The Oscar nominations arrived Tuesday with the mind-bending drama Everything Everywhere All At Once leading the pack with 11 nominations.
The sci-fi adventure was followed closely by The Banshees of Inisherin and the World War I drama All Quiet on the Western Front, both of which scooped up nine noms apiece.
The 10 movies up for best picture are: Everything Everywhere All at Once, The Banshees of Inisherin, The Fabelmans, Tár, Top Gun: Maverick, Avatar: The Way of Water, Elvis, All Quiet on the Western Front, Women Talking and Triangle of Sadness.
But while there were cheers as past Oscar winner Riz Ahmed and M3gan star Allison Williams read out the nominees, movie fans were no doubt puzzled by several glaring omissions for the 95th Academy Awards, which will be handed out in a live broadcast on March 12.
Whether or not people will watch is a looming question. Viewership for the Academy Awards has been on the downswing. Even though last year’s ratings were up in viewership, it was still the second least-watched year for the awards show as the Academy nominated titles that struggled to catch on with audiences.
Having popular films nominated in the Best Picture category should help get audiences interested, but Exhibitor Relations analyst Jeff Bock tells Postmedia that the “heyday of Hollywood awards fervor is well behind us as a society.”
Here’s our list for the biggest snubs of the 2023 Oscar nominations.
Tom Cruise — Top Gun: Maverick (Best Actor)
Cruise’s long-awaited sequel to Top Gun brought moviegoers back to the theatre in a droves last summer and proved to be the actor’s biggest box office in his lengthy career. Returning as Capt. Pete “Maverick” Mitchell, the boyish-looking 60-year-old turned in an emotive performance that reminded audiences and critics why he has enjoyed an almost unparalleled career in front of the camera.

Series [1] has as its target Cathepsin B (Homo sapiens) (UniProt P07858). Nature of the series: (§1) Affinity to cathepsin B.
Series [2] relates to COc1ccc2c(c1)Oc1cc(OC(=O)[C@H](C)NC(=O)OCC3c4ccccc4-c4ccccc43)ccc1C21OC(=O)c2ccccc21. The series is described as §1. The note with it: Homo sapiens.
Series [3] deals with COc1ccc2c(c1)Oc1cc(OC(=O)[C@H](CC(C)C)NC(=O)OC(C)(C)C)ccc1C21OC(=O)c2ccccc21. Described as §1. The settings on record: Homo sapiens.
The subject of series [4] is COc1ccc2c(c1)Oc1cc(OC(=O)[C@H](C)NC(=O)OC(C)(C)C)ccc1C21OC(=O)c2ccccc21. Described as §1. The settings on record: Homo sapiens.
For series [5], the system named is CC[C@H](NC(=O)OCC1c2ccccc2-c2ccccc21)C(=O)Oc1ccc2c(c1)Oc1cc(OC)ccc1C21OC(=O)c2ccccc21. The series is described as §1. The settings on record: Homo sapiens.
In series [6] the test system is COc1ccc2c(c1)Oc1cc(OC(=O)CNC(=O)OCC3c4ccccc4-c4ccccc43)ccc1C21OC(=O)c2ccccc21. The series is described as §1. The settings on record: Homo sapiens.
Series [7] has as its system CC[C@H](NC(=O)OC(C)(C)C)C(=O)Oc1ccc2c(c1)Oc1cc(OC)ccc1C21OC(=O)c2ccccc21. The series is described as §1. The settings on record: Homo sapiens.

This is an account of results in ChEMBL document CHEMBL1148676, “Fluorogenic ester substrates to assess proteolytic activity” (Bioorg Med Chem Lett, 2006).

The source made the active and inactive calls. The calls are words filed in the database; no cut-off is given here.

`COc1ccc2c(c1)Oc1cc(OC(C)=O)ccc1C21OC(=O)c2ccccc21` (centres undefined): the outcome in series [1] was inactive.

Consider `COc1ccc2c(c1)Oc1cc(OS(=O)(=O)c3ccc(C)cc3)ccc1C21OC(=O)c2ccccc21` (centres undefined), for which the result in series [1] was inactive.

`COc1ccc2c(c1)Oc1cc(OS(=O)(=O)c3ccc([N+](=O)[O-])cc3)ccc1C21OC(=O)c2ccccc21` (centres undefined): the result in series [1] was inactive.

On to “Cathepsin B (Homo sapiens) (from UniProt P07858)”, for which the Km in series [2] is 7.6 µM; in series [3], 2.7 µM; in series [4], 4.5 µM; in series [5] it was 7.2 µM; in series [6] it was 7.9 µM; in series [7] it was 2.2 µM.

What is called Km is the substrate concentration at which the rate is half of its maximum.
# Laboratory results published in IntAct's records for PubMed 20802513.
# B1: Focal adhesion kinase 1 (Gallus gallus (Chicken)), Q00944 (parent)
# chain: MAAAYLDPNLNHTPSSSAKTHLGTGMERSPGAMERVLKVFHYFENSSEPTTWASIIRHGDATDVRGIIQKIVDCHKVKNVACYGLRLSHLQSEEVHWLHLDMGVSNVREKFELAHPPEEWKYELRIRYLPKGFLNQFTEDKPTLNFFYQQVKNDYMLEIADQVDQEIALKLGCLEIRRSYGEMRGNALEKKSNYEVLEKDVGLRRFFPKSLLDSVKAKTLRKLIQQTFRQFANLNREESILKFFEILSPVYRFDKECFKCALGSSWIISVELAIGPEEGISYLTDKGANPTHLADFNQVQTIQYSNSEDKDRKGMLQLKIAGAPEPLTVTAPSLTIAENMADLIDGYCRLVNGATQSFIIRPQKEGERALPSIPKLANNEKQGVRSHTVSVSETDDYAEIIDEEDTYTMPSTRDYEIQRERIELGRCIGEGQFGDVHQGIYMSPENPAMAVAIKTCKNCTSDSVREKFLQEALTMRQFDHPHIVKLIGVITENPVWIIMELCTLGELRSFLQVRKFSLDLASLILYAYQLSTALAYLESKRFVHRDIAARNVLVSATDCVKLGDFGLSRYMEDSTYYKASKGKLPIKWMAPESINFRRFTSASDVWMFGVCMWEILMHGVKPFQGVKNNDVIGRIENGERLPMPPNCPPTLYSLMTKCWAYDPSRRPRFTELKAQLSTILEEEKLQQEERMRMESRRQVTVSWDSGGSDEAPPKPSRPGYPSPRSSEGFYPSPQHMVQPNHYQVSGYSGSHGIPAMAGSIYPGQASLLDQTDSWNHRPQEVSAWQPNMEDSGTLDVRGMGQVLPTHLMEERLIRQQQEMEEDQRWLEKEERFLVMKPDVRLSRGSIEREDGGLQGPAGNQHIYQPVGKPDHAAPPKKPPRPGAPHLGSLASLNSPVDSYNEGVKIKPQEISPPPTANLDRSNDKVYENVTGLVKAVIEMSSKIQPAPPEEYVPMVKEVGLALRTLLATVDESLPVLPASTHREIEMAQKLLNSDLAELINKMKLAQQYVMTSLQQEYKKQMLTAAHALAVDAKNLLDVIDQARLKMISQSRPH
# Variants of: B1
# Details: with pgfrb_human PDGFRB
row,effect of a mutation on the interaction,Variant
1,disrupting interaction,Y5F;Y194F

But if we’re bothered, Cruise likely isn’t. “Tom Cruise doesn’t need acting awards — he needs stunt performer awards,” Bock tells Postmedia. “Cruise is more concerned with box office than paperweights … which is why he’s still the biggest box office star in the world.”
It’s not a total slight, though. Cruise could still take home Oscar hardware as a producer on Maverick, which is nominated for Best Picture.
James Cameron — Avatar: The Way of Water (Best Director)
Canadian-born Cameron is the only filmmaker who has directed three films that have cracked the $2 billion mark. But even with a Best Picture nomination, his Avatar sequel was snubbed in favour of smaller titles that barely made a dent at the box office . “I’d like to see anyone else put together a VFX-heavy film like Avatar,” Bock says. “Truth is, though, sci-fi adventures don’t usually get Oscar-love, so in this case, it was an honor just to be nominated for Best Picture.”
Cameron can take comfort in his Best Picture nod, plus three additional nominations in the technical categories.
RRR (Best Picture)
S.S. Rajamouli’s action-musical that dramatized the lives of two real-life Indian revolutionaries has captivated audiences with its boisterous musical number Naatu Naatu and proven to be a hit with staying power. Inexplicably, India did not submit the film as its official pick for Foreign Language feature.